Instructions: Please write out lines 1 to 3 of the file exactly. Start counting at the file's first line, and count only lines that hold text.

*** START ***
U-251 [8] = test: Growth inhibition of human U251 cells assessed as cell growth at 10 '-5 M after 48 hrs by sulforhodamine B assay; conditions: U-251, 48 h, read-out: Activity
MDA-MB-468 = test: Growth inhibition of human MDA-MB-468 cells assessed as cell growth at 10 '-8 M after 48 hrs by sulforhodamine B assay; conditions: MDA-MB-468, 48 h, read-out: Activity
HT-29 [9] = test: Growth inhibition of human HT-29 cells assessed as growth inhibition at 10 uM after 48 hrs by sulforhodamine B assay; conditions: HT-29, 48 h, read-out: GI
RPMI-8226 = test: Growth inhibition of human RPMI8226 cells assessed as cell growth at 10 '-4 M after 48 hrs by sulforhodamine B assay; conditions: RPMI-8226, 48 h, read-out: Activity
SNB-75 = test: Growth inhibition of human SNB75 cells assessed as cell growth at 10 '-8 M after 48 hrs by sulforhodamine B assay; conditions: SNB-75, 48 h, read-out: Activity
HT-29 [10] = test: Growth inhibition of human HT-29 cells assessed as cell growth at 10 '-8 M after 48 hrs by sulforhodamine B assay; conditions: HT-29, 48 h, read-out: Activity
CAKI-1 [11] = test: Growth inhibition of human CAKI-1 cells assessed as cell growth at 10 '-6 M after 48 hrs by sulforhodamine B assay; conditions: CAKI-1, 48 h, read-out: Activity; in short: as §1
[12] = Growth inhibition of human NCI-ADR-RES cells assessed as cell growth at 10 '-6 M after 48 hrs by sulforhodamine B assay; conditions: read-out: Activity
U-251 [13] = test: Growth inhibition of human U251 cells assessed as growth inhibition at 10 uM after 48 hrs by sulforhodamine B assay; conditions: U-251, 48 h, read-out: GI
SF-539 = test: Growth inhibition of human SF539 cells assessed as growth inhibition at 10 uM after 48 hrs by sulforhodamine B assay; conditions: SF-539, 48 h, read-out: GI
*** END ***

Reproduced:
U-251 [8] = test: Growth inhibition of human U251 cells assessed as cell growth at 10 '-5 M after 48 hrs by sulforhodamine B assay; conditions: U-251, 48 h, read-out: Activity
MDA-MB-468 = test: Growth inhibition of human MDA-MB-468 cells assessed as cell growth at 10 '-8 M after 48 hrs by sulforhodamine B assay; conditions: MDA-MB-468, 48 h, read-out: Activity
HT-29 [9] = test: Growth inhibition of human HT-29 cells assessed as growth inhibition at 10 uM after 48 hrs by sulforhodamine B assay; conditions: HT-29, 48 h, read-out: GI